Then Hopkins moved toward Taylor, who was tieing his shoes, and stood over him.

“You’re a puppet,” Bernard sneered.

Taylor stood up and the two men were nose-to-nose with perhaps two inches between them.

“I ain’t no one’s puppet, you ugly mother**ker.”

They stood that way, jawing at one another, until calmer heads separated them.

Afterward, Taylor was pleased with the confrontation. “There was a whole lot of motherfucking going on,” he said on the way back to his hotel room. “Bernard got in my face, and my first reaction was to step back and throw an uppercut. I got two sides. I’ll beat him in a street fight too. Man, we were so close, our lips were almost kissing. I said to myself, ‘This won’t look good to my wife.’”

Pat Burns had a similar take on the situation. “Bernard is trying to get his courage up; that’s all,” Burns offered “Some guys drink to get that liquid courage. Some guys do it like this.”

Then Burns turned to this writer. “Listen to me,” he said. “Look at me, because what I’m about to tell you is very important. Jermain will not be intimidated by Bernard Hopkins. There is no intimidation factor here at all. Zero. None.”


Shortly after 6:00 PM on Saturday night, Jermain Taylor arrived at his dressing room at the MGM Grand Garden Arena. The early odds had been 2/1 in the Hopkins’ favour, reflecting both his greatness and doubts regarding Taylor’s seasoning as a fighter. The champion was still favored but the odds had dropped to 3/2.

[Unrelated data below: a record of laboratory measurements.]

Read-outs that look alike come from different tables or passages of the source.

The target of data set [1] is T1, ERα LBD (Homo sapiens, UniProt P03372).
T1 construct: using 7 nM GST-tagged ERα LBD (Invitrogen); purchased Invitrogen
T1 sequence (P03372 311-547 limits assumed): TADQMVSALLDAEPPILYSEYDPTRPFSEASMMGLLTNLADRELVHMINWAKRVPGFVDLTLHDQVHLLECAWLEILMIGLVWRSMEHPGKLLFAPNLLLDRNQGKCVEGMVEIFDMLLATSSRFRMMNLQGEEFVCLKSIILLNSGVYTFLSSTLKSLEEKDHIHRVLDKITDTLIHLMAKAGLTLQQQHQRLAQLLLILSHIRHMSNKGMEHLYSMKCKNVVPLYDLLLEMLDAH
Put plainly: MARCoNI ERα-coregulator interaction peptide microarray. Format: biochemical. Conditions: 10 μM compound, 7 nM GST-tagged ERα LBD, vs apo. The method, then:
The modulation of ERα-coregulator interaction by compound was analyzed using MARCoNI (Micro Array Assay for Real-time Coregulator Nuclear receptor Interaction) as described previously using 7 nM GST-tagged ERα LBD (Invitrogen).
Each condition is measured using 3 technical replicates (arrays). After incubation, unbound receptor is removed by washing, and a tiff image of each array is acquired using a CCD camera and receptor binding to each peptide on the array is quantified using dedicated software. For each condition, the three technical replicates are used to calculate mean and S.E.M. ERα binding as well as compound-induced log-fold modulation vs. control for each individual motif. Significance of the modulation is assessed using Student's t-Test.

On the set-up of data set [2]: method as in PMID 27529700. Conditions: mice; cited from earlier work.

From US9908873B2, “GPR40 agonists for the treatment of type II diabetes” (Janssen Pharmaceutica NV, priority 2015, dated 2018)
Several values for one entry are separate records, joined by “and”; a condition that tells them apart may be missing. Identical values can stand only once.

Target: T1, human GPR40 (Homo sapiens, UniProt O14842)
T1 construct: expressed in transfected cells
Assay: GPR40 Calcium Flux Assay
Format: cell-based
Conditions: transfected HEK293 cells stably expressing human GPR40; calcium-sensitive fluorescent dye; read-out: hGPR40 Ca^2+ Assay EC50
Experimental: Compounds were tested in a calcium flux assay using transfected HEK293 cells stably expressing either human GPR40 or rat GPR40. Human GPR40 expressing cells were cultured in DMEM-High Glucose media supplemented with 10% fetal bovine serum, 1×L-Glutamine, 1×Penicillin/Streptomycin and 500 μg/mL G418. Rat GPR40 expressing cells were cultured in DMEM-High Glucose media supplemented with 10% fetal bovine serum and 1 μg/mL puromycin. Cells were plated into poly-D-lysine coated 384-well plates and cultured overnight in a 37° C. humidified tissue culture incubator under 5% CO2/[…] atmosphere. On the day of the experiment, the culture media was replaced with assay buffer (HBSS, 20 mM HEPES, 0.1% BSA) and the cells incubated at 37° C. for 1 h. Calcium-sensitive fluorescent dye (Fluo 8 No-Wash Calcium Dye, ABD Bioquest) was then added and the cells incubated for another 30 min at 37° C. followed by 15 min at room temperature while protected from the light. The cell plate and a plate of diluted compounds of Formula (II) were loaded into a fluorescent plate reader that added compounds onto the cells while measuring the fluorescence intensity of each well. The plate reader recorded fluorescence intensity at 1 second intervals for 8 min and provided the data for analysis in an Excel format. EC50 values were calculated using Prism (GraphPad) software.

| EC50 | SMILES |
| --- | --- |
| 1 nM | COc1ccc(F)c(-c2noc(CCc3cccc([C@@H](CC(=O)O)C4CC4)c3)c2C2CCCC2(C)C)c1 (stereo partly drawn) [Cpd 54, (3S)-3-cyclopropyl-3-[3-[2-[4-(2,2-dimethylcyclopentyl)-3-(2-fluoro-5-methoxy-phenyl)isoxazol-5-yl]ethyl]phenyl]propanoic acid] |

Taylor sat quietly beside Burns on a sofa and watched as an undercard fight unfolded on the large television screen in front of them. Dennis Moore (a Little Rock police officer and friend of Jermain’s) stood guard by the dressing room door. Cutman Ray Rodgers was readying the tools of his trade. Ozell Nelson (who taught Taylor the rudiments of boxing when Jermain was a boy), Dan Lowry (who ran the gym in Little Rock where Ozell first trained Jermain), and Joey Burns (Pat’s brother) joined them. So did Pat’s 12-year-old son, Ryan. Well-wishers came and went.

At 6:30, Burns closed the door to all but essential personnel. Five minutes later, referee Jay Nady came in to give Jermain his pre-fight instructions. The Taylor camp was happy with the choice of Nady as the referee. He was a big no-nonsense guy who ran a tight ship and, it was hoped, would keep fouling by Hopkins to a minimum. “This is for every belt that I know of,” Nady began. The pro forma instructions followed.

At 6:55, Ozell Nelson went to Hopkins’ dressing room to oversee the champion’s hands being wrapped. While he was gone, Naazim Richardson (on behalf of Hopkins) watched Pat Burns do the same with Jermain. At 7:20, the taping was done.

“Except for the commission inspector,” Burns said, “all cell phones off, please.”

Everything in the dressing room was business-like and low-key. There was no music.

Jermain put on his University-of-Arkansas-red trunks.

Lou DiBella came in and sat on a chair in the corner.